Last Updated: Sun Mar 04, 2012 12:00 pm (KSA) 09:00 am (GMT)

Putin seeks Kremlin return to defy protests as troops step up security

Russian presidential hopeful Vladimir Putin is almost certain to win a third term in an election that began on Sunday in the far east of the country. (Reuters)
Russian presidential hopeful Vladimir Putin is almost certain to win a third term in an election that began on Sunday in the far east of the country. (Reuters)

Russians in the country’s far east started voting on Sunday in presidential polls likely to see the return of strongman Vladimir Putin to the Kremlin for a third term, officials said.

“The polling stations opened as scheduled. Everything is calm,” Oksana Balynina, deputy head of the election commission in the Chukotka region, told AFP.

Victory for 59-year-old Putin appears inevitable, according to state-run pollsters who have forecast a first-round win for Putin with 60 percent of the vote, leaving his Communist rival Gennady Zyuganov trailing in second place with 15 percent. Other candidates include billionaire businessman Sergei Prokhorov and Liberal Democrat leader Vladimir Zhirinovsky.

Prokhorov and the flamboyant populist Zhirinovsky are expected to battle for third place while the former upper house speaker Sergei Mironov is tipped to finish last. But there are no candidates representing the fledgling protest movement.

“I know Putin for practical actions, not words,” pensioner Zinaida Bykova told AFP in Vladivostok after voting for the man who has dominated Russian politics for more than a decade.

“Every vote is important when you live in a democratic country,” another voter, student Anna Antipenko, told AFP.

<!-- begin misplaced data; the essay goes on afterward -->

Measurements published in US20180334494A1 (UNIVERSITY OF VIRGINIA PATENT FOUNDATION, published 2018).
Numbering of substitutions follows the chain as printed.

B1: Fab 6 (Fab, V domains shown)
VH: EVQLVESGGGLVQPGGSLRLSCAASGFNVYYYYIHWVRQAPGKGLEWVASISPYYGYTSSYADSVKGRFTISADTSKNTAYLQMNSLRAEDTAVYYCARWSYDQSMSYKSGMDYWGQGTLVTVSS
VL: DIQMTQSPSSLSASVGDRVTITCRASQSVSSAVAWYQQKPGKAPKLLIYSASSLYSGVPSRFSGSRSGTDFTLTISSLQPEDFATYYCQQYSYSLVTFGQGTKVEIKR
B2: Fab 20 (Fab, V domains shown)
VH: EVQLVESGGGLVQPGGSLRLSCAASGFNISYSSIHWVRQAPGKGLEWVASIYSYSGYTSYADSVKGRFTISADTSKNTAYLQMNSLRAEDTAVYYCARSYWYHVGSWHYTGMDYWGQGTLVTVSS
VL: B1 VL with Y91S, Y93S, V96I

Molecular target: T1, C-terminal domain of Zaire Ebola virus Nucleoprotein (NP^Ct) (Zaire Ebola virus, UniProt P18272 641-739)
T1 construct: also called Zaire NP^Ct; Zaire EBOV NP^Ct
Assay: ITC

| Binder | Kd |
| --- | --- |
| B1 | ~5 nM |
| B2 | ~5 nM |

Turnout in the far eastern region of Kamchatka to the north was 46 percent by mid-afternoon local time, over 10 percent more than in the parliamentary elections in December, local officials told Russian agencies.

Reports of a high early-morning turnout in the region could indicate a potentially similar pattern nationwide, said the head of Russia’s central election commission, Vladimir Churov.

But Putin’s expected win comes amid wave of protests against his 12 years of domination, after becoming prime minister in 2008 Putin following his eight years as president since 2000.

Russians had begun protests at the end of last year amid reports of widespread cheating in the elections for parliament. The protests were the largest street demonstrations seen in the country since the Soviet Union collapsed twenty years ago.

About 1,000 people were arrested in Moscow during three days in December of protests alleging election fraud.
But Putin had accused the United States of being behind protests over the results of Russia’s parliamentary elections.

Putin said U.S. Secretary of State Hillary Clinton “set the tone for some opposition activists.”
She “gave them a signal, they heard this signal and started active work,” he added.

Clinton, however, maintained that her concerns were “well-founded.”

About 6,300 troops have been deployed by Moscow police for tightened security during the marathon election, which stretches over 21 hours which will see around 110 million Russians are being called on to elect a successor to President Dmitry Medevedev.

The electoral commission said it had tested new webcams, which will offer a live broadcast of voting and vote counting in 96,000 polling stations, reported to Sky News.

Putin says the webcams, which cost $435 million, are aimed at avoiding vote rigging. However, while presidential hopeful and Lib Dem leader Vladimir Zhirinovsky cast his vote in western Moscow early Sunday, he said he felt the voting booth did not provide enough privacy for a secret ballot, Russia Today reported.

Meanwhile, Moscow police reported that two people were detained for unlawful campaigning also on Sunday, after being caught posting political leaflets, therefore violating an embargo on campaigning which came in on the eve of election day.

One of the detainees turned out to be on the federal wanted list for alleged assault on a state official, according to Russia Today.

“We are going to respond to provocations with the full force allowed by law,” warned Moscow police chief Vladimir Kolokoltsev in a briefing with Russian media.

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